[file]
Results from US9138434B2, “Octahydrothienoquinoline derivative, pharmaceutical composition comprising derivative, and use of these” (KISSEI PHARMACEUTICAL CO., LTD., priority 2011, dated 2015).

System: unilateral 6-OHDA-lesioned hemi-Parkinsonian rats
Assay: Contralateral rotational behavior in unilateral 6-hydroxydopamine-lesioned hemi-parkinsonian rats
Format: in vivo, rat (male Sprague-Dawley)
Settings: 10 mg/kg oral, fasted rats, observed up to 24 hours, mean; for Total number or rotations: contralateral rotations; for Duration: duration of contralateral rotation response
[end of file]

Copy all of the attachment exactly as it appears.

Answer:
Results from US9138434B2, “Octahydrothienoquinoline derivative, pharmaceutical composition comprising derivative, and use of these” (KISSEI PHARMACEUTICAL CO., LTD., priority 2011, dated 2015).

System: unilateral 6-OHDA-lesioned hemi-Parkinsonian rats
Assay: Contralateral rotational behavior in unilateral 6-hydroxydopamine-lesioned hemi-parkinsonian rats
Format: in vivo, rat (male Sprague-Dawley)
Settings: 10 mg/kg oral, fasted rats, observed up to 24 hours, mean; for Total number or rotations: contralateral rotations; for Duration: duration of contralateral rotation response